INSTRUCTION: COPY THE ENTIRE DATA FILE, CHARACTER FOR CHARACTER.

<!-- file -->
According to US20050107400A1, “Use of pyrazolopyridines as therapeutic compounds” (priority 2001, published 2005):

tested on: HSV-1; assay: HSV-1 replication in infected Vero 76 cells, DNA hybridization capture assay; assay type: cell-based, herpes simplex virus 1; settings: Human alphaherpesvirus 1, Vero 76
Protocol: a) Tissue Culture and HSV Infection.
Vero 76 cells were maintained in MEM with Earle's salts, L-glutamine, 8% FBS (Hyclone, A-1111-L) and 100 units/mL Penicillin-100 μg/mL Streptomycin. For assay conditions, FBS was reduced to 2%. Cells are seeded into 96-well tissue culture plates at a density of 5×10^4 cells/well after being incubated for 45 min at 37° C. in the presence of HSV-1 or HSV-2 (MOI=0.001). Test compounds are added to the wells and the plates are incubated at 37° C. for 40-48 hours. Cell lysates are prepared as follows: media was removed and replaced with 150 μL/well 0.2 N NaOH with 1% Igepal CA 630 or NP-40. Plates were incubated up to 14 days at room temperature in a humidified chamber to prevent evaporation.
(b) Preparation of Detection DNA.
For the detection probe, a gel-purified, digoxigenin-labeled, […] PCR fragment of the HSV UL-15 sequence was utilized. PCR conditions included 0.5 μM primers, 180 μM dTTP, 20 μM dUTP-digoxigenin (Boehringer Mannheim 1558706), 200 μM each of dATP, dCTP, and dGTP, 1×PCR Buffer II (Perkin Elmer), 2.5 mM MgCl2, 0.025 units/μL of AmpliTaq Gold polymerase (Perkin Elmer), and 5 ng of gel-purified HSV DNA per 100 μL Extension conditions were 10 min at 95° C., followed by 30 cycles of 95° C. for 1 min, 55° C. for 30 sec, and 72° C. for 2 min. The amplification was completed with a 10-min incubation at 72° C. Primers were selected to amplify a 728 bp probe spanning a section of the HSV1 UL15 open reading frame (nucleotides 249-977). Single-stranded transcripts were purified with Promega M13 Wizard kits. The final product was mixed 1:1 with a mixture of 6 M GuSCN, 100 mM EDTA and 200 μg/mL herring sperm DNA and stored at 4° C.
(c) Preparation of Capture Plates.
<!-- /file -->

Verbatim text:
According to US20050107400A1, “Use of pyrazolopyridines as therapeutic compounds” (priority 2001, published 2005):

tested on: HSV-1; assay: HSV-1 replication in infected Vero 76 cells, DNA hybridization capture assay; assay type: cell-based, herpes simplex virus 1; settings: Human alphaherpesvirus 1, Vero 76
Protocol: a) Tissue Culture and HSV Infection.
Vero 76 cells were maintained in MEM with Earle's salts, L-glutamine, 8% FBS (Hyclone, A-1111-L) and 100 units/mL Penicillin-100 μg/mL Streptomycin. For assay conditions, FBS was reduced to 2%. Cells are seeded into 96-well tissue culture plates at a density of 5×10^4 cells/well after being incubated for 45 min at 37° C. in the presence of HSV-1 or HSV-2 (MOI=0.001). Test compounds are added to the wells and the plates are incubated at 37° C. for 40-48 hours. Cell lysates are prepared as follows: media was removed and replaced with 150 μL/well 0.2 N NaOH with 1% Igepal CA 630 or NP-40. Plates were incubated up to 14 days at room temperature in a humidified chamber to prevent evaporation.
(b) Preparation of Detection DNA.
For the detection probe, a gel-purified, digoxigenin-labeled, […] PCR fragment of the HSV UL-15 sequence was utilized. PCR conditions included 0.5 μM primers, 180 μM dTTP, 20 μM dUTP-digoxigenin (Boehringer Mannheim 1558706), 200 μM each of dATP, dCTP, and dGTP, 1×PCR Buffer II (Perkin Elmer), 2.5 mM MgCl2, 0.025 units/μL of AmpliTaq Gold polymerase (Perkin Elmer), and 5 ng of gel-purified HSV DNA per 100 μL Extension conditions were 10 min at 95° C., followed by 30 cycles of 95° C. for 1 min, 55° C. for 30 sec, and 72° C. for 2 min. The amplification was completed with a 10-min incubation at 72° C. Primers were selected to amplify a 728 bp probe spanning a section of the HSV1 UL15 open reading frame (nucleotides 249-977). Single-stranded transcripts were purified with Promega M13 Wizard kits. The final product was mixed 1:1 with a mixture of 6 M GuSCN, 100 mM EDTA and 200 μg/mL herring sperm DNA and stored at 4° C.
(c) Preparation of Capture Plates.